Finding an original purpose requires experimentation. Yet original campaigns often take leaps and brands have to allow for a degree of uncertainty if they wish to experiment. At the same time, the effects have to be allowed to play out over time; the financial year, after all, is not the natural rhythm to which audiences form ideas and attachments. Leila Fataar, Founder of cultural influence business Platform 13, contended that being different is what matters.
“Purpose doesn’t have to be worthy,” she said. Sometimes it can just be fun, but it has to run plausibly through each of the brand’s activations, ringing true the whole way through. For instance, at Diageo, Fataar worked on an activation for Captain Morgan rum, a brand whose purpose is to inspire through fun. It was around the time Leicester City had won the premier league with their captain Wes Morgan at the helm.
The activation felt sincere. But it also required experimentation. After all, where are you supposed to find a case study showing how a brand partnered with a serendipitously named footballer whose typically mid-league team has just won the national title?
It goes back to commitment. Asked about long-term purpose, Fataar didn’t think this could be achieved simply within the fiscal year. “Everyone has to come out of the fiscal year.” Measurement, necessarily, must look at the long-term.
Does anyone care?
Sometimes, London can be tone deaf; and within the city, Soho and Clerkenwell can be even more detached from reality. Some events may appear significant from within the M25, but not so much elsewhere. As Knox pointed out, Volkswagen was recently found to have lied systematically and over a long period about diesel emissions, but people are still buying their cars – lots of cars.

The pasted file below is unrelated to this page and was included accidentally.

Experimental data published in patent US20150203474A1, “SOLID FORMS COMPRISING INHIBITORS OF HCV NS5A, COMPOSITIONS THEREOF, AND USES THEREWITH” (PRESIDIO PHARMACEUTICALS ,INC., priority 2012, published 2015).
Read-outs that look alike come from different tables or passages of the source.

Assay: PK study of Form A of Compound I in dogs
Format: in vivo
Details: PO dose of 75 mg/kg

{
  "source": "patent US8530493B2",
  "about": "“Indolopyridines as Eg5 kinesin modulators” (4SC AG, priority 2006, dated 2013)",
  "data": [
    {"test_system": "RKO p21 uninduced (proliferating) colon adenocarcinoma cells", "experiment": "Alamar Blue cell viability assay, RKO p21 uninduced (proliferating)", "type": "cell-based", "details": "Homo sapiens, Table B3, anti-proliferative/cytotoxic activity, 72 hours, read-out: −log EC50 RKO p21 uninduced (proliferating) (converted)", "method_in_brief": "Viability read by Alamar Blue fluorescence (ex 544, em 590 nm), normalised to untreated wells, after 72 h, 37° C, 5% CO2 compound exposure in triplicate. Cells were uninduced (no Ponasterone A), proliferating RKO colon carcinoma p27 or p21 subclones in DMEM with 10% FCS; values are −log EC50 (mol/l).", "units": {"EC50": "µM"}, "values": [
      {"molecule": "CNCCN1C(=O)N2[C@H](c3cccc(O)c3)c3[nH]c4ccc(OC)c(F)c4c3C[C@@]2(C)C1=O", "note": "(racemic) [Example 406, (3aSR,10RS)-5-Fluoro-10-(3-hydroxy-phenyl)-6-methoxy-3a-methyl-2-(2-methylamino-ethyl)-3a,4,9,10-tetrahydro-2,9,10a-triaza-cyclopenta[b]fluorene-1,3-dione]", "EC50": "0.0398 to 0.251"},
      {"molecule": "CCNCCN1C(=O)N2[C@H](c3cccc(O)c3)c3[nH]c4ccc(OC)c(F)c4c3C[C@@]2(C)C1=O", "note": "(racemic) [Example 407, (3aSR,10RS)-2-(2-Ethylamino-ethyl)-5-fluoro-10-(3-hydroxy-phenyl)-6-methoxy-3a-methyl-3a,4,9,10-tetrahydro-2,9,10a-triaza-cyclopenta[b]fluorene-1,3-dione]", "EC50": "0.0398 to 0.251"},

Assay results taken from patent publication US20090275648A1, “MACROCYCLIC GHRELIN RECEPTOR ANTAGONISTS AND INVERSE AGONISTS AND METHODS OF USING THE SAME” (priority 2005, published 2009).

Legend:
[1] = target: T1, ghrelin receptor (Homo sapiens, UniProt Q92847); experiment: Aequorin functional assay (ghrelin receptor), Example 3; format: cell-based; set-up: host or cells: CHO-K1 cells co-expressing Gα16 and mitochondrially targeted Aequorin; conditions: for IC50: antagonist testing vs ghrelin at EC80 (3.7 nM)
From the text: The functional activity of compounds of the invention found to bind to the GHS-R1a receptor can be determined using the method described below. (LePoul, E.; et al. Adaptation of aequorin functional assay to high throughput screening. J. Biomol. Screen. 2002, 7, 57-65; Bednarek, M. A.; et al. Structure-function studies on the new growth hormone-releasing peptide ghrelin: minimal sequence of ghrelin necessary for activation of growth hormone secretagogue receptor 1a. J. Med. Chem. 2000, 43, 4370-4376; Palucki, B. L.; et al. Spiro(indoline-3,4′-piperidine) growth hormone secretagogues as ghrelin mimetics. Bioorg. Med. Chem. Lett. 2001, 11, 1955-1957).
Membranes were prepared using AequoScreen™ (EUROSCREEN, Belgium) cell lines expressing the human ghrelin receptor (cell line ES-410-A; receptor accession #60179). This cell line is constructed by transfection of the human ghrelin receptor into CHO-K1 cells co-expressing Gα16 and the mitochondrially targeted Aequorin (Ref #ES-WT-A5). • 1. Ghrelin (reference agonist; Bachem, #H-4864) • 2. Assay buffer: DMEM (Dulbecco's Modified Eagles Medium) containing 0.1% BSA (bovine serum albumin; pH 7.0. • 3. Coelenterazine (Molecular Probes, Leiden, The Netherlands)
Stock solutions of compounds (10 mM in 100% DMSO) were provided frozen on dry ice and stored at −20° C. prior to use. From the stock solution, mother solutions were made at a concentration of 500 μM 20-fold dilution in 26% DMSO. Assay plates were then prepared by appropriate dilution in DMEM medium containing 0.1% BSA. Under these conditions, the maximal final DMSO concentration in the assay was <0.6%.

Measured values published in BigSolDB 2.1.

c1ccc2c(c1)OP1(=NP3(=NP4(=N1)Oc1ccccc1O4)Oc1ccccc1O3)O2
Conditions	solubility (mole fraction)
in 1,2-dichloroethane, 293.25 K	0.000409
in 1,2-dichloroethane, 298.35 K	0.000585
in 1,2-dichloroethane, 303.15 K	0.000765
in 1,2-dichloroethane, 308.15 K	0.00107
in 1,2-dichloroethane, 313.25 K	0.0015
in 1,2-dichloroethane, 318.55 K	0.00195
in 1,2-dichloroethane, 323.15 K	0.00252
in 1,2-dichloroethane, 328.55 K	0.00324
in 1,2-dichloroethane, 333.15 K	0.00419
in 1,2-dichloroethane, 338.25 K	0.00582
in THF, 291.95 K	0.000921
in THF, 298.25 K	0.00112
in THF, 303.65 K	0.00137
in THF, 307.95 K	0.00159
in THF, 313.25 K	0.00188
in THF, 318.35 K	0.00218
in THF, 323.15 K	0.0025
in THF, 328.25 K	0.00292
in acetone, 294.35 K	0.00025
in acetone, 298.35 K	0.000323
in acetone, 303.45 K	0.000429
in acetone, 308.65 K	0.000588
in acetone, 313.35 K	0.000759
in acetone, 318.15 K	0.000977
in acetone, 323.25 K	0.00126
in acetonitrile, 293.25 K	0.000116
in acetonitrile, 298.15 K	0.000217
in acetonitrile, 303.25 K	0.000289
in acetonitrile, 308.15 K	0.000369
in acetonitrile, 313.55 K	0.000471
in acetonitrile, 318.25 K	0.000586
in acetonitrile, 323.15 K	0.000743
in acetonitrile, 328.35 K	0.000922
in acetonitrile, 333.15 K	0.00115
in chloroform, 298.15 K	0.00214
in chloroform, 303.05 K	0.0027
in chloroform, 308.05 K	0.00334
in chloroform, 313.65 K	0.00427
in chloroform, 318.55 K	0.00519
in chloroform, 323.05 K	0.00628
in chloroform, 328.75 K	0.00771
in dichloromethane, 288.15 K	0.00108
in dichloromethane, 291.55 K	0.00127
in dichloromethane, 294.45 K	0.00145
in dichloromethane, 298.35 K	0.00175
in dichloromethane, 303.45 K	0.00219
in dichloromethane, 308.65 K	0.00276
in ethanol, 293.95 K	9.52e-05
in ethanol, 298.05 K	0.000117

With regards to Volkswagen, Jonathan Wise noted, the brand’s 50 years of powerful advertising may just have kept the company in consumers’ good books. But the challenge is bigger: advertising should acknowledge and drive toward the UN’s Sustainable Development Goals, he argued, not least sustainability of production and consumption. “Corporates and insurance companies know that if you don’t sort it out, there’s not going to be much business,” he added, and so should this industry.
Despite the “vomit-inducing” mentions of purpose in briefs, a commitment to an idea, when done well can drive retail preference. What’s more, Green added, there is evidence that is galvanises employees in their work. Thirdly, the impact on regulators and legislators is similarly important, in maintaining a licence to operate.
Optics are themselves important. “Brands are businesses’ contribution to society,” noted Jonathan Wise, meaning that a brand’s interaction with its externalities is a crucial part of a business’s visible output.
At the same time, Fataar pointed out, none of this is particularly new. Powerful brands have often tugged at heartstrings and made people (and retailers) feel good about a product. Good brands have always had some sort of unifying idea or principle to bring it all together. The difference, she said, is that now we are measuring it.